Kate Middleton Just Met an Incredible Adventurer

Kate Middleton had an inspiring public conversation with polar explorer Preet Chandi last month at an event in Derby, England. Chandi was only a couple of weeks out from her second solo trek in Antarctica when she met with Middleton at Landau Forte College in Chandi's hometown. Both women said they were honored to meet each other.

Chandi has been making history over the last few years with her expeditions in Antarctica, breaking records and establishing "firsts" for the treacherous continent. Her first trek was in November and December of 2021, making her the first woman of color to reach the south pole unsupported. Her second trip started in November of 2022 and lasted until Jan. 20, 2023 – the longest solo unsupported polar expedition. Less than four weeks later, she met with Middleton back home in England and discussed the event.

"I'm so excited to have you in my hometown," Chandi told Middleton, according to a report by the BBC. Middleton called Chandi a "huge inspiration" and congratulated her on achieving an "incredible goal," and Chandi responded that it was "the toughest thing I've ever done."

That is saying something coming from Chandi – an accomplished officer in the British Army and the Royal Army Medical Corps. Chandi achieved the rank of captain and was made a Member of the Most Excellent Order of the British Empire. She has a background as an endurance athlete both in and out of the military, including marathons and ultra-marathons. One of her most notable accomplishments before her polar expeditions was completing the Marathon de Sables – a 156-mile ultramarathon run across the Sahara desert.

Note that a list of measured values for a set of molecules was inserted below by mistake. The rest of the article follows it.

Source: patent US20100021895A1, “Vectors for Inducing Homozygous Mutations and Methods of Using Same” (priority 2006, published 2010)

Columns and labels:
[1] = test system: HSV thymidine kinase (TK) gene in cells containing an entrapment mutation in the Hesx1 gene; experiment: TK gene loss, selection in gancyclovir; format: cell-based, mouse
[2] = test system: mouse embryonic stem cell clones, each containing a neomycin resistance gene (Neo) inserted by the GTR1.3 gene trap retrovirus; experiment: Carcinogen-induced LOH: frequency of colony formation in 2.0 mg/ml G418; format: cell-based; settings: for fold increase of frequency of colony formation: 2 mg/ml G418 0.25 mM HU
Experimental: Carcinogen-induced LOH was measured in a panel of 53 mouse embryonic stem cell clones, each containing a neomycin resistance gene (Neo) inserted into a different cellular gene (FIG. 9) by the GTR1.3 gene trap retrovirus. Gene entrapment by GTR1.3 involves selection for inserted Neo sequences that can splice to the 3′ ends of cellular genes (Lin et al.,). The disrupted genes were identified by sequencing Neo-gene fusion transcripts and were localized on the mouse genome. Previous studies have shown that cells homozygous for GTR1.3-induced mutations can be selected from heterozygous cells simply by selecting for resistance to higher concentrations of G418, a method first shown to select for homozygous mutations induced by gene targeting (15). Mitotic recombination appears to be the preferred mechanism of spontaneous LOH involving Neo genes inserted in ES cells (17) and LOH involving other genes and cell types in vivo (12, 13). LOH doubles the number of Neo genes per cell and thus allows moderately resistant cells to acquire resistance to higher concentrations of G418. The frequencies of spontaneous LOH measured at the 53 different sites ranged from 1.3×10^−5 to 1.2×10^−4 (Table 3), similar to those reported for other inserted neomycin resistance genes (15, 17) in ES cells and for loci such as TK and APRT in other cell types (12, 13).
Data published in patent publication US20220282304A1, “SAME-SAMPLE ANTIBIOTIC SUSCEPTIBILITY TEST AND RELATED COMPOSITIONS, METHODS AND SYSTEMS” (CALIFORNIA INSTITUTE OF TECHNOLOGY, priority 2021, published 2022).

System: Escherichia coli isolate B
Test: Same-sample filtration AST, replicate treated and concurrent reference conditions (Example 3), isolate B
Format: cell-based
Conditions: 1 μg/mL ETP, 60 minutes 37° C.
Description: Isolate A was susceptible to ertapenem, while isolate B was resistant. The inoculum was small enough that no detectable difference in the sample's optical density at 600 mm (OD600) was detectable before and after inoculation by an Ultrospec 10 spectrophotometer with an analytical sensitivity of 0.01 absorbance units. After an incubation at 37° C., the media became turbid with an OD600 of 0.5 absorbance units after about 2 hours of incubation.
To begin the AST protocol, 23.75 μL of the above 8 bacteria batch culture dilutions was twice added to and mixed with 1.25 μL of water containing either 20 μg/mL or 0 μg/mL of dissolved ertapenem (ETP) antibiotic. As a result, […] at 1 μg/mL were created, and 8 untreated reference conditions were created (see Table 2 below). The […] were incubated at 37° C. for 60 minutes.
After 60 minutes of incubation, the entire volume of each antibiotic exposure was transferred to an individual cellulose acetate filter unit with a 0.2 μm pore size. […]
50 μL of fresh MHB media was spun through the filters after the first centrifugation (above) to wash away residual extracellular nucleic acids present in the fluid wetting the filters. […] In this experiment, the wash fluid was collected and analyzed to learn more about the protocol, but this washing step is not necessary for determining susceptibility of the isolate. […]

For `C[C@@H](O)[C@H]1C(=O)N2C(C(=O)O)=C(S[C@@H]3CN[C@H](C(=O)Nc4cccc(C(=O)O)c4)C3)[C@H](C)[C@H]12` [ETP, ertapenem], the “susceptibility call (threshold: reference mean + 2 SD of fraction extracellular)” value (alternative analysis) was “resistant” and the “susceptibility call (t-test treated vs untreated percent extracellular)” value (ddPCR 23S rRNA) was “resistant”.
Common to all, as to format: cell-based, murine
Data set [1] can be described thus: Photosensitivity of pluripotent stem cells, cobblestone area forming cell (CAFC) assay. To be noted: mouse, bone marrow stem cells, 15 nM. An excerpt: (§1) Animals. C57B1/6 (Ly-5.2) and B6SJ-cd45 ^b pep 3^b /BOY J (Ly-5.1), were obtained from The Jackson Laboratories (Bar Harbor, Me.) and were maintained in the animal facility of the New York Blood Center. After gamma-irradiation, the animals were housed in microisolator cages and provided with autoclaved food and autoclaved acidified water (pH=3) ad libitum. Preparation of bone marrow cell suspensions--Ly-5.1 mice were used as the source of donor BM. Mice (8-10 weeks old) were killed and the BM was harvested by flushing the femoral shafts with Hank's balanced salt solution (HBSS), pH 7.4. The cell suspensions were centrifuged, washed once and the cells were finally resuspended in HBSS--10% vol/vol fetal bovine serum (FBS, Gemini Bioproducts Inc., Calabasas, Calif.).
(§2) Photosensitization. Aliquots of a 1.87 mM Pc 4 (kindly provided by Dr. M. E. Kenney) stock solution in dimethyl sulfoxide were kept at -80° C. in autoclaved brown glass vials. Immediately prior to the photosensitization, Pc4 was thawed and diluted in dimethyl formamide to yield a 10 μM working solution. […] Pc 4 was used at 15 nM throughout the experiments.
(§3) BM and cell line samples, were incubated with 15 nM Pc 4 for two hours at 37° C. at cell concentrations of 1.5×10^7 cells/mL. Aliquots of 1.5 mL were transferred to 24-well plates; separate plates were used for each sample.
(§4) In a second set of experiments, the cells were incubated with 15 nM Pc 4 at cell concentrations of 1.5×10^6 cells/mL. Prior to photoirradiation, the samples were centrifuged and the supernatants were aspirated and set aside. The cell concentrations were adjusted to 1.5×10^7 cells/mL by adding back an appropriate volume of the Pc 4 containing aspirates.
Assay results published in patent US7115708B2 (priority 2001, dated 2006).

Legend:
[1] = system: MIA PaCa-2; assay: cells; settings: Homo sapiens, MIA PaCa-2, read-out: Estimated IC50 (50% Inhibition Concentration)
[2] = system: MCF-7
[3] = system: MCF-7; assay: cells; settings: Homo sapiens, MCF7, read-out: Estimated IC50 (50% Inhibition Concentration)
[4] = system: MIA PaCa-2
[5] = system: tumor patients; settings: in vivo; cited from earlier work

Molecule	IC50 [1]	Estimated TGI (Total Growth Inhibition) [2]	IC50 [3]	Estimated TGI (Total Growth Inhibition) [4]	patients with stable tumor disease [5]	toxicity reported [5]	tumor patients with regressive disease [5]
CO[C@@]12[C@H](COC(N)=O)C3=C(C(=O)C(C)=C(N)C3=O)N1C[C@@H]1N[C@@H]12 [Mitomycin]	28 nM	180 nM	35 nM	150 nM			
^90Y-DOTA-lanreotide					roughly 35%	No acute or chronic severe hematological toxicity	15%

Chandi announced her first polar expedition in October of 2021 at the age of 32 with vocal support from her military colleagues. She traversed 700 miles by muscle power alone – as opposed to the sail-assisted "snowkiting" that some explorers use – and she pulled a 200-pound sled bearing all her supplies. She posted voice note updates on her blog throughout the trip which lasted 40 days, 7 hours and 3 minutes. This made her the third-fastest woman to complete this trek. On her second trek, she hoped to cross the entire continent, and this time she wanted to take the first-place record. While she didn't make the time required to do so, she still set a new record for the longest solo polar expedition at 868 miles.

Middleton marveled at Chandi at their event together last month. Speaking before the staff and students, she said: "I'm not quite sure how I follow Preet's amazing presentation but she's been a huge inspiration I'm sure to all of you, and certainly to me. It's been great to see her channelling what she's been able to achieve in the years that she's been working towards this incredible goal. I really hope it inspires you all to believe in yourself, to push your boundaries and also to look and really work on your own resilience too."

Afterward, Middleton and Chandi led discussions with the students about resilience, trailblazing and mental wellbeing. Several of those students told BBC reporters that they were inspired by the event. It's not clear what comes next for Chandi, but many suspect she is not done chasing records.